A serious neurological disease affecting cats may be caused by a relative of the rubella virus called rustrela virus, a new paper claims.
It is important to note that the paper, published on the preprint server bioRxiv, has not yet been peer-reviewed.
Staggering disease was first recorded in the 1970s in the Lake Mälaren region of Sweden. Symptoms include cats losing control of their hind legs, inability to retract claws, tremors, and seizures. It usually progresses over a few weeks and has no cure, with affected animals usually being euthanized for welfare reasons.
Previous studies have pointed to Borna disease virus as the cause, but the authors of the new study write that “results suggesting natural BoDV-1 [Borna disease virus 1] infections in cats with 'staggering disease' in Sweden remained inconclusive and were later refuted on the grounds of new standards.”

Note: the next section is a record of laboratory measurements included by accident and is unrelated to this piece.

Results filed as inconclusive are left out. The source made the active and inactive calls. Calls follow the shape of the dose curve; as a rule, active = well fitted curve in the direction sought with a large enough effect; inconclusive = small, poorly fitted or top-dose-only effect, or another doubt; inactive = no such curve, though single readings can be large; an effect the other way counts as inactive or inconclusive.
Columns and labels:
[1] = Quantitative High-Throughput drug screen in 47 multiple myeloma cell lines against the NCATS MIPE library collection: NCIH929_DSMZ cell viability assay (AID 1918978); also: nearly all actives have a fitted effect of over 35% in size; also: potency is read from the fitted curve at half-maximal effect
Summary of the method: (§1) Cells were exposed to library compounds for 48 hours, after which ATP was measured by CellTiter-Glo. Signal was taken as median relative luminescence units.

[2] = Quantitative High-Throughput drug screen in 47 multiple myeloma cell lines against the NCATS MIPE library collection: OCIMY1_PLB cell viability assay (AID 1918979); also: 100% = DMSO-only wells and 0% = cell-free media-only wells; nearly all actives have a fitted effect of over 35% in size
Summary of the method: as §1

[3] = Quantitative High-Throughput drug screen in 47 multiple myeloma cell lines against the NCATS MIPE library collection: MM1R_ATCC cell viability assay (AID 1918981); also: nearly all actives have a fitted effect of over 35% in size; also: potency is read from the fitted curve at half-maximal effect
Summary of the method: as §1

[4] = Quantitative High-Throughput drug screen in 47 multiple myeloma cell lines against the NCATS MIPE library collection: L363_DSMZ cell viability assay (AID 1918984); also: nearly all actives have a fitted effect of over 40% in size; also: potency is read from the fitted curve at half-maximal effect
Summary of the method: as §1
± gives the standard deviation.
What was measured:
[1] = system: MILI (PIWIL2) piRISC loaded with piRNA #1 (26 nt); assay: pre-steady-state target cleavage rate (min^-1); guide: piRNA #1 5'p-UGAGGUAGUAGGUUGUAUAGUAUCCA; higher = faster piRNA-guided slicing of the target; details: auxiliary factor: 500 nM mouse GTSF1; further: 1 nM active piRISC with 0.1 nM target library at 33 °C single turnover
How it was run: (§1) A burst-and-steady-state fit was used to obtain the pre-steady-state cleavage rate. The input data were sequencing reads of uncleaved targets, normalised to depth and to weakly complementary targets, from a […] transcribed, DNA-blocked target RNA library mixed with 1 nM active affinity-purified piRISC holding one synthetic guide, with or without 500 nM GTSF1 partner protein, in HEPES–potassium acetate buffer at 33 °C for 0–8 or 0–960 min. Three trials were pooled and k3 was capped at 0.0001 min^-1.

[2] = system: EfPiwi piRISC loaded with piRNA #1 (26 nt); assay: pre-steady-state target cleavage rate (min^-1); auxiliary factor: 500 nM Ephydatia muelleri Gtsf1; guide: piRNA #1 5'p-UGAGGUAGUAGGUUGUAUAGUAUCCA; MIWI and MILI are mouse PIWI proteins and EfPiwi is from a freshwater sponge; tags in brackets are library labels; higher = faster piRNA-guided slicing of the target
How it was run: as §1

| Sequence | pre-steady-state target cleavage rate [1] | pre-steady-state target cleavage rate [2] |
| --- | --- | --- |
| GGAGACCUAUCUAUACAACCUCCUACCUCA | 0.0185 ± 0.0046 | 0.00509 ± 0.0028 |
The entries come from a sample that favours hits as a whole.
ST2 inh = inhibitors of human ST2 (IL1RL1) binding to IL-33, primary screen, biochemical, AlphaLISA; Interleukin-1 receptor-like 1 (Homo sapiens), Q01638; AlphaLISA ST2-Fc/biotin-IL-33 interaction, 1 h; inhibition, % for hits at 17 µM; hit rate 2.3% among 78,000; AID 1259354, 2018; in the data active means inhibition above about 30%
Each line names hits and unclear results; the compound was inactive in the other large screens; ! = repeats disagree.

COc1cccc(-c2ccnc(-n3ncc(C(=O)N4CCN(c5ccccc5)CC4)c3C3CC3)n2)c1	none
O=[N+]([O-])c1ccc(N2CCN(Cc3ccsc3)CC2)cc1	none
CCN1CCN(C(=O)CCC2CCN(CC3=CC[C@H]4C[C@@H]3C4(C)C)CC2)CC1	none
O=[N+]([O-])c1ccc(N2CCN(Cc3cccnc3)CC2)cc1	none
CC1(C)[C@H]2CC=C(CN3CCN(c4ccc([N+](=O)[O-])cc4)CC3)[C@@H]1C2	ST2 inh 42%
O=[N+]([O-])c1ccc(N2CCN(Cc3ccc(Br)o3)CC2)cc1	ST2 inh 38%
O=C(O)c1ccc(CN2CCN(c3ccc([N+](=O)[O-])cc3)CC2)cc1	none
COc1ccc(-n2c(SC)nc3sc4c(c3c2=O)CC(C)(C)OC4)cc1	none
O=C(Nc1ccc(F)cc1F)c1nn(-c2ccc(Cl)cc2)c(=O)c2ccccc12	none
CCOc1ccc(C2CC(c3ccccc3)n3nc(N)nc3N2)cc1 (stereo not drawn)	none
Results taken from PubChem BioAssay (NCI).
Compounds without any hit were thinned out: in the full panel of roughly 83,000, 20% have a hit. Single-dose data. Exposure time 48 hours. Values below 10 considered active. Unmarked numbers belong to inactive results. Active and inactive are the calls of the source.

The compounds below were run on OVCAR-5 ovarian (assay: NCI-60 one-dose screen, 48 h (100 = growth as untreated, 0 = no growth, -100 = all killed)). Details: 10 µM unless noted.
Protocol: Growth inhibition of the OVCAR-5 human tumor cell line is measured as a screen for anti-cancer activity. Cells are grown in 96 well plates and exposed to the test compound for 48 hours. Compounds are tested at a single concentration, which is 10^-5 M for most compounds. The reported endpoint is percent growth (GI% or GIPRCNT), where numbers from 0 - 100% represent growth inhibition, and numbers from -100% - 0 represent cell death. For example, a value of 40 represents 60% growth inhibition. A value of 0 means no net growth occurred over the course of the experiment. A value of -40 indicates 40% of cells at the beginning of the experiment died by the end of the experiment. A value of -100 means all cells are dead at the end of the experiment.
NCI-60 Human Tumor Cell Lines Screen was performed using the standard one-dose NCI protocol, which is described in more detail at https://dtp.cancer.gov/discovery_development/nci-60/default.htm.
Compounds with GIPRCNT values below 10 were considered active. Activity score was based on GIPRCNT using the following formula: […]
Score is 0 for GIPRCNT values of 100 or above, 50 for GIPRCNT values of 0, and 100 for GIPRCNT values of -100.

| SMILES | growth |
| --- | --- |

Researchers analyzed 29 brains of cats observed to have staggering disease-like symptoms: 15 from Sweden, 9 from Austria, and 5 from Germany. The brains were either frozen or formalin-fixed paraffin-embedded.
No Borna disease virus RNA or antigens were detected in the samples. However, when they looked for rustrela virus (RusV), it was another story.
“We report the detection of RusV RNA and antigen […] in brain tissues of 28 out of 29 cats,” the authors write.
The discovery of rustrela virus was published in the journal Nature in 2020. It had killed a tree kangaroo, a capybara, and a donkey at a zoo in Germany, and was also found in yellow-necked field mice in and around the zoo. The authors of the new study point to wood mice as a reservoir for rustrela virus, and thus for staggering disease.
[H/T: New Scientist]